New research has shown that the exoplanet K2-18b, which orbits around K2-18, about 111 light-years from Earth, could be a super-Earth. While they discovered it, they also found the discovery that another exoplanet also orbits around the same star.
K2-18 is a red dwarf star in the constellation of Leo and K2-18b was discovered in 2015. It was discovered that the exoplanet was in the habitable zone of the star, which means it could have liquid water on its surface , a necessary ingredient for life as we know it. But scientists were not sure if the planet was an enlarged version of Earth (a rocky or terrestrial planet) or a reduced version of Neptune (a planet of gas and ice).
"If you can get mass and radius, you can measure the apparent density of the planet and that can tell you what the bulk of the planet is made of," Ryan Cloutier, Ph.D. A student at the University of Toronto, Canada, who was the lead author of the new research, said in a statement on Tuesday.
To do so, Cloutier and his research colleagues used data from the High Precision Radial High Speed Planet Finder in the Southern Observatory 3.6-meter telescope at the La Silla Observatory, Chile. By measuring the radial velocities of the stars, which can be influenced by the presence of planets around these stars, HARPS can allow the detection of planets around stars.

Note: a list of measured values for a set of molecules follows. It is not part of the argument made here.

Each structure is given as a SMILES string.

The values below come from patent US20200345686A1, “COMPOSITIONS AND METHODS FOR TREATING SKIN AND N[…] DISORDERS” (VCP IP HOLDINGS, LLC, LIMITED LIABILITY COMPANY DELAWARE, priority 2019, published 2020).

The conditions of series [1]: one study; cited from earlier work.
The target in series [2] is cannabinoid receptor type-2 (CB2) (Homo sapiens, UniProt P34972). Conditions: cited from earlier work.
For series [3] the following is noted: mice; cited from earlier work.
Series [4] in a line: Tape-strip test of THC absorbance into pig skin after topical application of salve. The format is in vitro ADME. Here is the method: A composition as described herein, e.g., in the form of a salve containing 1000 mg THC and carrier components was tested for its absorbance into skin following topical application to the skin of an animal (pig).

The researchers surmised that K2-18b has a mass between six and 10 times more than Earth, which makes it mostly rocky with a small gaseous atmosphere or a mainly aquatic planet with a thick layer of ice on top.
"With the current data, we can not distinguish between those two possibilities," Cloutier said. "But with the James Webb Space Telescope (JWST) we can explore the atmosphere and see if it has an extensive atmosphere or if it's a water-covered planet."
JWST is the successor of the NASA Hubble Space Telescope and is currently scheduled to be launched in the spring of 2019.
The discovery of a Second planet in the star system K2-18 was a great luck. In addition to two regular signals, one every 39 days from the rotation of the star and the other every 33 days from the orbit of the planet, the researchers found a third signal that occurs every nine days.
"When we first put the data on the table we were trying to figure out what it was, you have to make sure that the signal is not just noise, and you have to do a careful analysis to verify it, but seeing that initial signal was a good indication that there was another planet, "Cloutier said in the statement.
Called K2 -18c, the newly discovered exoplanet is much closer to its host star than its already known neighbor. That means that it is very likely that there is liquid water on its surface, but it is likely that its mass is similar to that of Earth.
The research will be published in the journal Astronomy and Astrophysics and is currently available on the prepress server. arXiv.